What every WOMAN should know|The difference between baking soda and baking powder

When I told my husband the title of this article he actually chuckled a little. I guess because he remembers all the ingredients I actually messed up by using baking soda when the recipe called for baking powder or vice versa. I’m better now but back when I was a freshman in the kitchen I made horrible mistakes. I think our stomachs paid for it royally. When my now husband and then boyfriend came over for Thanksgiving I was so hyped I made everything look so amazing and everyone was eager to try my FIRST Thanksgiving dinner. It’s the moment you’ve been waiting for and the first bite…..YUK..the dressing had a bitter taste as if I was attempting to kill my family.  Ooopsie, I actually put baking soda in the cornbread stuffing instead of baking powder…  Silly Me!

Luckily, I didn’t go to jail for that stupid mistake but I wanted to make sure that no one else makes the same mistake… Please take a moment to know the difference baking soda and baking powder.

Baking soda is sodium bicarbonate and when combined with an acidic ingredient (buttermilk, lemon juice, etc.), it creates carbon dioxide gas, which expands in the heat of the oven and helps cookies, cakes, and other baked goods rise.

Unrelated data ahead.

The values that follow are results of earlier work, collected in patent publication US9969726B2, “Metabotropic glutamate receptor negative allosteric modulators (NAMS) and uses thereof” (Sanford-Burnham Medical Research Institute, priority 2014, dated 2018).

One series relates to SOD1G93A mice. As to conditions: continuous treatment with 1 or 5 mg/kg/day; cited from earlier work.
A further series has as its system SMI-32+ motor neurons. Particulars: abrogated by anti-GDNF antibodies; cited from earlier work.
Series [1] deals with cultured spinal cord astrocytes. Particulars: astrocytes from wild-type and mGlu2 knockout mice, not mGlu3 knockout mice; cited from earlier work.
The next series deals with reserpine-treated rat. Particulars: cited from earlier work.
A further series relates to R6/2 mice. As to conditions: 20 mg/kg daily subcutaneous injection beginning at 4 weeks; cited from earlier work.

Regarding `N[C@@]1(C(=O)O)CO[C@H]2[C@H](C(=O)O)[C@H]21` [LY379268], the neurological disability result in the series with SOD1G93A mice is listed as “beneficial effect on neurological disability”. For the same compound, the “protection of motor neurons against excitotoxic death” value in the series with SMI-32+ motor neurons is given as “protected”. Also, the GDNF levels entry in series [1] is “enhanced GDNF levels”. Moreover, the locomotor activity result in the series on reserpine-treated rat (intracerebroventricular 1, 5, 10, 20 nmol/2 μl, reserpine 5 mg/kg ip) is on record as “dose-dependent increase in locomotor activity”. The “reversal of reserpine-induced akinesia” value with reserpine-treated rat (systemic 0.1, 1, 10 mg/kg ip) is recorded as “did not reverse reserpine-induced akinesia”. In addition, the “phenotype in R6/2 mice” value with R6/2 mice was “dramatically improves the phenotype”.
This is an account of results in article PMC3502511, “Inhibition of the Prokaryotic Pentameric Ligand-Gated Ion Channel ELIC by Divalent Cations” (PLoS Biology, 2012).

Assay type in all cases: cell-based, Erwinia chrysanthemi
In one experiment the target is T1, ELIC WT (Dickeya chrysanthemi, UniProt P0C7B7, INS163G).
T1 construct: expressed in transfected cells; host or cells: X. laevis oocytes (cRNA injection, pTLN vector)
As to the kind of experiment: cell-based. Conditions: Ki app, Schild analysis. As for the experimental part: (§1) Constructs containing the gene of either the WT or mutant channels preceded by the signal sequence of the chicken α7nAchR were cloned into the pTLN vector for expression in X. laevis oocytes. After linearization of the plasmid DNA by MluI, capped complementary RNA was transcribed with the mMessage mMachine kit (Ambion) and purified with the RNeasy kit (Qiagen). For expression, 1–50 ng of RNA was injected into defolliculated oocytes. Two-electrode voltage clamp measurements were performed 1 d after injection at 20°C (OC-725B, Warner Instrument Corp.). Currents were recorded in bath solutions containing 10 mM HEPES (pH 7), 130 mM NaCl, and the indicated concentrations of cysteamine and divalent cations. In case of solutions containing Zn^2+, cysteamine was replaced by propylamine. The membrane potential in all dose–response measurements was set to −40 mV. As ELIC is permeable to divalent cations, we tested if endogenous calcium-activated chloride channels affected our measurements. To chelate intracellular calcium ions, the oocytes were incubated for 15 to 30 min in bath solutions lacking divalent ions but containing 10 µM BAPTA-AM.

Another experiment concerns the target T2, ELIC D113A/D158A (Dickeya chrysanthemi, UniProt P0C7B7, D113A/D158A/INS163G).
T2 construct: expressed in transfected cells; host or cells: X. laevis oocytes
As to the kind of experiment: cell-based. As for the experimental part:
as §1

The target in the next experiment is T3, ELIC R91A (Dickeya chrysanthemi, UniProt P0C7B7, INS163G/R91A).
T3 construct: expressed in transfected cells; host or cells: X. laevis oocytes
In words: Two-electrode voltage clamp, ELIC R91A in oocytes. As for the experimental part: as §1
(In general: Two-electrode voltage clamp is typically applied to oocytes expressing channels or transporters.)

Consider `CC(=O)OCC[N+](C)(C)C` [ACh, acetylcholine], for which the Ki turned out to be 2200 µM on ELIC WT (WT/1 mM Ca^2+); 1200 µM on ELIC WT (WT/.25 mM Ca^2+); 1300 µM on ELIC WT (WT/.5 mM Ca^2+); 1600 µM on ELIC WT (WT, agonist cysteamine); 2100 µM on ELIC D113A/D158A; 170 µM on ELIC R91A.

Baking Soda (Arm & Hammer)

Baking Soda
(Arm & Hammer)

Baking powder is a dry chemical leavening agent, a mixture of a carbonate or bicarbonate and a weak acid, and is used for increasing the volume and lightening the texture of baked goods.

Clabber Girl

Clabber Girl

If you are new in the kitchen those definitions probably didn’t help you. So let me add a little more assistance.

Baking powder is technically baking soda but toned down a little. Baking powder is a mixture of baking soda and a dry acid, such as cream of tartar, and perhaps some cornstarch to help keep the two separate and dry. So essentially, most baking powders on the market are “double acting”, meaning that some leavening occurs the minute the baking powder gets wet, and the rest of the leavening occurs when it is heated.

Use Baking Soda if you are:                              Use Baking Powder if you are:

  • Cleaning                                                  Baking Cakes
  • Making Pancakes                                    Making Waffles
  • Baking Cakes                                          Baking Breads
  • Baking cookies                                        Baking Biscuits

Hope that this helps someone. One thing that I’ve learned about cooking and experimenting is it’s really not about the recipe it’s about knowing your ingredients. Happy cooking! What mistakes have you made in the kitchen?

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